Preventing Re-Injury after an ACL Tear
Anterior Cruciate Ligament tears, more commonly known as ACL tears, are common sports injuries among Arizona athletes. This extremely painful condition happens when the system of ligaments in the knee are overused or are stretched too far out of the knee’s range of motion. After a physician diagnoses an ACL tear, they proceed to the appropriate treatment option to address pain, inflammation, and the tear itself. Our goal is to get the athlete back out on the field or court as soon as possible, so in order to stay in the game, follow these tips from our experts to avoid re-injury after ACL tear treatment.
The first step to avoiding tearing your ACL again is to listen to your orthopedic physician or physical therapist’s instructions. As you progress in the healing process, they will give you a recovery time. If you play before the treatment phase is finished, you greatly increase your risk of injury. Whether this means staying in a knee brace, continuing to do physical therapy exercises at home, or staying off of the knee, the treatment phase is crucial to avoiding re-injury.
Patients could also do knee strengthening exercises to build knee strength. According to The Journal of Orthopedic and Sports Physical Therapy, 63 percent of athletes return to a pre-injury functioning level. This means that some patients may not return to the fitness level or ability they had before their ACL tear. Our patients train hard to get to where they are in their training regime, so in order to stay members of the 63 percent who return to pre-injury functioning, our physicians advise building up knee strength. The physical therapy team at OrthoArizona can help come up with a great knee strengthening exercise plan post-operatively. Using resistance bands and doing lunges are just a few good exercises to do in the rehabilitation phase of your ACL tear recovery.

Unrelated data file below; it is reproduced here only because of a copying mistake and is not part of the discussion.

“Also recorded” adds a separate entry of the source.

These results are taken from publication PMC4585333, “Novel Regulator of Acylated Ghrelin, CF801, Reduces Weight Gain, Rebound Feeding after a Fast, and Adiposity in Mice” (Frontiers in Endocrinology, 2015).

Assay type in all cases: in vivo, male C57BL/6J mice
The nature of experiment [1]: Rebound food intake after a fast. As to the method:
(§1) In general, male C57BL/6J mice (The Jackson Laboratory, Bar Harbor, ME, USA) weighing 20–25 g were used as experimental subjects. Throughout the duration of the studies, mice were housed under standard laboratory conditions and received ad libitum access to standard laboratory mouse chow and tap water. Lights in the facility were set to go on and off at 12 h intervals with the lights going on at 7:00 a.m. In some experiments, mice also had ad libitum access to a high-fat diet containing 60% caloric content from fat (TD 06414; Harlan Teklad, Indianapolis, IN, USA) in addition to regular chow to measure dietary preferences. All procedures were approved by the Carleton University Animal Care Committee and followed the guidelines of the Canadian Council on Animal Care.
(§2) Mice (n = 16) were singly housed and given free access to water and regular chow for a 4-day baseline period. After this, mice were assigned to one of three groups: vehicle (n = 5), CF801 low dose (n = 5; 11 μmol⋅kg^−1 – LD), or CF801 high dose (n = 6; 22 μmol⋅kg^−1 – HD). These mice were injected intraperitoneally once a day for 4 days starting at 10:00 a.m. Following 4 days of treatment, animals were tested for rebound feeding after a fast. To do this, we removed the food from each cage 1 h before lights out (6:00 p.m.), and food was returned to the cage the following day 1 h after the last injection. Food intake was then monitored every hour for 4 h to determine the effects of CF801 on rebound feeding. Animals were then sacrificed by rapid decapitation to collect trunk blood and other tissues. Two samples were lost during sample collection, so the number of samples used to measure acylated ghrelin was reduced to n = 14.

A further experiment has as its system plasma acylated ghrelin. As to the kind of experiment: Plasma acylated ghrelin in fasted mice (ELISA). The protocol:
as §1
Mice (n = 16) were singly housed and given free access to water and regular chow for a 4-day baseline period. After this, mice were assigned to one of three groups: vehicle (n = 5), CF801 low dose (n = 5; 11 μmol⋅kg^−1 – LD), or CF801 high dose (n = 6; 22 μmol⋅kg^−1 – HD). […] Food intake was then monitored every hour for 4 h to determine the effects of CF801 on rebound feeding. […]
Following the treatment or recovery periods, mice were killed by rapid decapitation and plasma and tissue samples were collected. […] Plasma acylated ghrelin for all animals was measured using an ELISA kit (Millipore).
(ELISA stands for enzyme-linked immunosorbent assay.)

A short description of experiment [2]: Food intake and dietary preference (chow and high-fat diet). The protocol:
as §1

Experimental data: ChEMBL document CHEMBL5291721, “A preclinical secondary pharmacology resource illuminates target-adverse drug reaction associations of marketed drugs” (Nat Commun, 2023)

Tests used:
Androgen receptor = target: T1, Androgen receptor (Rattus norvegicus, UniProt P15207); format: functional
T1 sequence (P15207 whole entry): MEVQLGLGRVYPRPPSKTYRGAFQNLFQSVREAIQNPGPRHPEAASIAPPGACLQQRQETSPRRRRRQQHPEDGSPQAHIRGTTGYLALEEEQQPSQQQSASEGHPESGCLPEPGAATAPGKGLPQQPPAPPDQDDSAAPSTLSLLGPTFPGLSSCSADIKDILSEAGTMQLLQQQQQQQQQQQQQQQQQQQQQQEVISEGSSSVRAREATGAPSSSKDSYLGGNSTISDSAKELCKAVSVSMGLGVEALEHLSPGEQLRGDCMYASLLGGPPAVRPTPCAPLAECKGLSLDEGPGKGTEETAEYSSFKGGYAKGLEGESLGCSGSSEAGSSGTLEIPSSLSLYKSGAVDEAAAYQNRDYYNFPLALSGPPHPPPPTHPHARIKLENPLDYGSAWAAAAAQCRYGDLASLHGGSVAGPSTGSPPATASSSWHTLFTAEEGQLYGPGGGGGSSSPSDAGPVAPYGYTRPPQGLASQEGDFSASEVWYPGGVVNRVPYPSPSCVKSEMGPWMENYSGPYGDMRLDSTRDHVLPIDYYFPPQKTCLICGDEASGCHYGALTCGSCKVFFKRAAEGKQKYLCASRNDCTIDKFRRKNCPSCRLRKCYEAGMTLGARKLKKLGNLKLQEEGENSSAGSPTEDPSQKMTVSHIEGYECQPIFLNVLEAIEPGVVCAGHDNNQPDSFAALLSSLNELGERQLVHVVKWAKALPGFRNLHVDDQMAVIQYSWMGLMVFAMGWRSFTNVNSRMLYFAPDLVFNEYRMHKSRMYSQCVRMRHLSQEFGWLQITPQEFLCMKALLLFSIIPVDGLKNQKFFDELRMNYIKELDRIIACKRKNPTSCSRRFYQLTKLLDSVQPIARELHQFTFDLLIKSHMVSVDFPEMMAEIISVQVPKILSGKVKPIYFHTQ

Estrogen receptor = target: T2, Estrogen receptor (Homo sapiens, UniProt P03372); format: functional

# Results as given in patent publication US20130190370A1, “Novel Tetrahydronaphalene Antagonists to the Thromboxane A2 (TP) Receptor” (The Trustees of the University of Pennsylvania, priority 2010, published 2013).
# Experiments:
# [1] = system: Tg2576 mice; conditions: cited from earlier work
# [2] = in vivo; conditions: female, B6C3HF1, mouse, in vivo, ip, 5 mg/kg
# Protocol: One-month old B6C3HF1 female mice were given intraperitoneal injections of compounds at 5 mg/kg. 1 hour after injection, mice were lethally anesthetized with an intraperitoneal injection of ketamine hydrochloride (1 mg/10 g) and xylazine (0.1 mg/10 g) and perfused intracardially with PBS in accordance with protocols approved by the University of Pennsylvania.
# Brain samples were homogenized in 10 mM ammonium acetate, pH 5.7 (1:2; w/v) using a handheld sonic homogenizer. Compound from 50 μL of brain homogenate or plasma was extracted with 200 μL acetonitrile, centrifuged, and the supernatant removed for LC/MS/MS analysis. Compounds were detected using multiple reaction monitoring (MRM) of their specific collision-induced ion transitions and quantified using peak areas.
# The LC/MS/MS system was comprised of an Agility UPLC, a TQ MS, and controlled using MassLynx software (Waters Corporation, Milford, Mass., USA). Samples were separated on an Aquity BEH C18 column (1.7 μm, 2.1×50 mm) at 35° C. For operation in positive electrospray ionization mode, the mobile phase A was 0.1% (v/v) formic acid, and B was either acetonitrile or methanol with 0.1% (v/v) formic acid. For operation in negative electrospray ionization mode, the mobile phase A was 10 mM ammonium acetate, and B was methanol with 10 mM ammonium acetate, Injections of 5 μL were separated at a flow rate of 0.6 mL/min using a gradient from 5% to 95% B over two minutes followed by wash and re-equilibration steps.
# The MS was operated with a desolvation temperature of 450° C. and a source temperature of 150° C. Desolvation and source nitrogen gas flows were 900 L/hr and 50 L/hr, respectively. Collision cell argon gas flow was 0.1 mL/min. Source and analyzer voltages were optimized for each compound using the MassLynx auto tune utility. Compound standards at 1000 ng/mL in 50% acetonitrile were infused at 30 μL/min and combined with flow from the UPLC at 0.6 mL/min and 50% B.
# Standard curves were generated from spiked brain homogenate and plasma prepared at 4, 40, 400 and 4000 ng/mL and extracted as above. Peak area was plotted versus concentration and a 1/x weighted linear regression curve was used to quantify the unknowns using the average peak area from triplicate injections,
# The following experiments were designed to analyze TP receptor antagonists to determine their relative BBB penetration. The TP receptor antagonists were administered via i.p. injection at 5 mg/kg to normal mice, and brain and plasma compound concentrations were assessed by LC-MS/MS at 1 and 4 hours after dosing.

However, exercise and rest are not enough to prevent tearing your ACL again. Often, an ACL tear is caused when an athlete puts too much force on the knee or jumps and lands in an awkward position. Our sports medicine specialists suggest incorporating control and balance exercises during rehabilitation, warm-ups before the big game, or training. One way to do this is through jumping exercises. By jumping rope or in place, the athlete can control how he or she lands and can work on properly bending the knees to absorb shock. Balance exercises are also great techniques that can help athletes avoid falls that can lead to an ACL tear during the game.
Speak with a Foot & Ankle Specialist Today
Are you suffering from a recent sprain, strain, or possible tendon injury? Make an appointment with one of our Foot & Ankle Specialists today to start your healing journey. OrthoArizona has nearly two dozen offices throughout the Valley, each focused on quality care, compassion, and excellent customer service. Since 1994, OrthoArizona has been dedicated to compassionate care of the highest quality.
The advice and information contained in this article are for educational purposes only and are not intended to replace or counter a physician’s advice or judgment. Please always consult your physician before taking any advice learned here or in any other educational, medical material.